In more general cases a visualization of \(\mathbf F\) is not intuitive, because it contains rotational components that represent a rigid body rotation without deformation. Following Becker et al. [2003] we can polar-decompose the tensor into a positive-definite and symmetric left stretching tensor \(\mathbf L\), and an orthogonal rotation tensor \(\mathbf Q\), as \(\mathbf F = \mathbf L \mathbf Q\), therefore \(\mathbf L^2 = \mathbf L \mathbf L^T = \mathbf F \mathbf F^T\). The left stretching tensor \(\mathbf L\) (or finite strain tensor) then describes the deformation we are interested in, and its eigenvalues \(\lambda_i\) and eigenvectors \(\mathbf e_i\) describe the length and orientation of the half-axes of the finite strain ellipsoid. Moreover, we will represent the amount of relative stretching at every point by the ratio \(\ln(\lambda_1/\lambda_2)\), called the natural strain [Ribe, 1992].

The full plugin implementing the integration of \(\mathbf F\) can be found in cookbooks/finite_strain/ and can be compiled with cmake . && make in the cookbooks/finite_strain directory. It can be loaded in a parameter file as an “Additional shared library,” and selected as material model. As it is derived from the “simple” material model, all input parameters for the material properties are read in from the subsection Simple model.

set Additional shared libraries            = ./

subsection Material model
  set Model name = finite strain

  subsection Simple model
    set Thermal conductivity = 4.7
    set Reference density = 3400
    set Thermal expansion coefficient = 2e-5
    set Viscosity = 5e21
    set Thermal viscosity exponent = 7
    set Reference temperature = 1600

Fig. 64 Accumulated finite strain in an example convection model, as described in Tracking finite strain at a time of 67.6 Ma. Top panel: Temperature distribution. Bottom panel: Natural strain distribution. Additional black crosses are the scaled eigenvectors of the stretching tensor L, showing the direction of stretching and compression.#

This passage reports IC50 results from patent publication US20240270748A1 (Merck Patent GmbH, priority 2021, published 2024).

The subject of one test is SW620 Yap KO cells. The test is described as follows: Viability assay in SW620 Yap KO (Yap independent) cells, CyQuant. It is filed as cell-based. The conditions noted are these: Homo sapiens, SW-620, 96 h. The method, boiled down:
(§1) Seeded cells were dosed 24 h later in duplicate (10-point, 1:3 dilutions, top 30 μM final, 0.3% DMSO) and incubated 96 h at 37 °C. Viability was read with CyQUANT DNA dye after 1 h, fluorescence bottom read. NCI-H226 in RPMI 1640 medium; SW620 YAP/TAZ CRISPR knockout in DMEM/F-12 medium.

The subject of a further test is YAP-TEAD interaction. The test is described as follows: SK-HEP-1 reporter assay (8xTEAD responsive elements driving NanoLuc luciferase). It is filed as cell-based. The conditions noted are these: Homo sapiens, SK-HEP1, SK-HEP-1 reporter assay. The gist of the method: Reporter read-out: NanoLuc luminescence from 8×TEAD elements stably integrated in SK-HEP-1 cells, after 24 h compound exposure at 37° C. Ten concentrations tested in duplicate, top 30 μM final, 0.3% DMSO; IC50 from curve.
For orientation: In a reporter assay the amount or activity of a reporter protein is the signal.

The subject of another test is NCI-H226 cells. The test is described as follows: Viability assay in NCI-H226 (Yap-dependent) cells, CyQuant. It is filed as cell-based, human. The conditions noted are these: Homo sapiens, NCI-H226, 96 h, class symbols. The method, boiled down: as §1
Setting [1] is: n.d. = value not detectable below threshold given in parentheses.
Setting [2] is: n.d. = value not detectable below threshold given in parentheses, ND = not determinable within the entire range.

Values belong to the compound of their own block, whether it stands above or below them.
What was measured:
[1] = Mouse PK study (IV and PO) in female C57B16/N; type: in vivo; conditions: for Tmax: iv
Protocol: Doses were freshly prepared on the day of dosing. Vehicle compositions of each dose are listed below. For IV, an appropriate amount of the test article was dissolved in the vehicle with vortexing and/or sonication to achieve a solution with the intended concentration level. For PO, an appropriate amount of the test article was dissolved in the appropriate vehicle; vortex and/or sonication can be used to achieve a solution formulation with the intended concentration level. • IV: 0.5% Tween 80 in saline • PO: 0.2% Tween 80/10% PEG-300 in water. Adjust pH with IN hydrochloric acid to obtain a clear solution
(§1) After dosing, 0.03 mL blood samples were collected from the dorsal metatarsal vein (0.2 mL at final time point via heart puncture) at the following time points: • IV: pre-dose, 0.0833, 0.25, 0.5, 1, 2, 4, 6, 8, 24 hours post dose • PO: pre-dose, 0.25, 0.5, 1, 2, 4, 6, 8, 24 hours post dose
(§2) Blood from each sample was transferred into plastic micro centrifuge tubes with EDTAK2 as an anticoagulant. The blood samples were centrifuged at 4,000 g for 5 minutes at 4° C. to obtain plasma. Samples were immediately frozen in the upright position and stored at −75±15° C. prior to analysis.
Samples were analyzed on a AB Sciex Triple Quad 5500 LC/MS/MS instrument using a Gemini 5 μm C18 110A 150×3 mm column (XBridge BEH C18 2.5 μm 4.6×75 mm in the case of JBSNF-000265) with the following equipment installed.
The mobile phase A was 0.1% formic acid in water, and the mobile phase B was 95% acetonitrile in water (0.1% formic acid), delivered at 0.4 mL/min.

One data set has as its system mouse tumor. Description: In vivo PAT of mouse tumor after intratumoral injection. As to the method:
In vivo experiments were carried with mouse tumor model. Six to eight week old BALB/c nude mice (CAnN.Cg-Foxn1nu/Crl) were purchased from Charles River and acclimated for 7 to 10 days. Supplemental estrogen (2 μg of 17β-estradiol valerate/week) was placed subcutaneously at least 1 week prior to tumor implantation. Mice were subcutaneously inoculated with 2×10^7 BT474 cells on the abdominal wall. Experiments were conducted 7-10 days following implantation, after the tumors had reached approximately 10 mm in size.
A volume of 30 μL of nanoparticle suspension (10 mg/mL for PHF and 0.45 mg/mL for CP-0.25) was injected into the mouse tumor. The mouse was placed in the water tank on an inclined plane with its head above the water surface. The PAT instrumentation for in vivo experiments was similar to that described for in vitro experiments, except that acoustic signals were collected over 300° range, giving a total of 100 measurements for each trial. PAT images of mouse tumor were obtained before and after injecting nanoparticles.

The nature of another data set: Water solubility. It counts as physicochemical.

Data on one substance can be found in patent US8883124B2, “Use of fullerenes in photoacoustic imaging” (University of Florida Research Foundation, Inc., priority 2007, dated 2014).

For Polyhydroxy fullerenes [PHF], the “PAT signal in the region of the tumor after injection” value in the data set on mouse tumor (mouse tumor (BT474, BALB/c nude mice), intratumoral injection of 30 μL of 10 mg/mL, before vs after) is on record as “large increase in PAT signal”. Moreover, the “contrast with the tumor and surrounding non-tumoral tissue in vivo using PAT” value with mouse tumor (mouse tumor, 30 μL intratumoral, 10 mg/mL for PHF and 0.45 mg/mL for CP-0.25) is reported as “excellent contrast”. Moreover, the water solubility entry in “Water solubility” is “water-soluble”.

The plugin was tested against analytical solutions for the deformation gradient tensor in simple and pure shear as described in benchmarks/finite_strain/pure_shear.prm and benchmarks/finite_strain/simple_shear.prm.

We will demonstrate its use at the example of a 2D Cartesian convection model (Fig. 64): Heating from the bottom leads to the ascent of plumes from the boundary layer (top panel), and the amount of stretching is visible in the distribution of natural strain (color in lower panel). Additionally, the black crosses show the direction of stretching and compression (the eigenvectors of \(\mathbf L\)). Material moves to the sides at the top of the plume head, so that it is shortened in vertical direction (short vertical lines) and stretched in horizontal direction (long horizontal lines). The sides of the plume head show the opposite effect. Shear occurs mostly at the edges of the plume head, in the plume tail, and in the bottom boundary layer (black areas in the natural strain distribution).

The example used here shows how history variables can be integrated up over the model evolution. While we do not use these variables actively in the computation (in our example, there is no influence of the accumulated strain on the rheology or any other material property), it would be trivial to extend this material model in a way that material properties depend on the integrated strain: Because the values of the compositional fields are part of what the material model gets as inputs, they can easily be used for computing material model outputs such as the viscosity.


In this model we present the use of multiple compositional fields for other purposes than chemical composition. It would have been feasible to run the same model with particles that track the deformation gradient, as additionally implemented and tested in the simple shear and pure shear benchmarks mentioned in this section. Both approaches have specific advantages, and for scientific computations one needs to evaluate the more suitable strategy. Compositional fields cover the whole domain, but are affected by numerical diffusion, effectively reducing the maximum accumulated strain. Particles only provide finite strain values at discrete positions, but can, if this is desired, be used in fewer numbers and only a part of the model domain (and are much faster in this case). If however there needs to be a large number of particles (possibly because they are used for other purposes as well), then they can be much more expensive. Both approaches can be used to actively influence the rheology in the material model.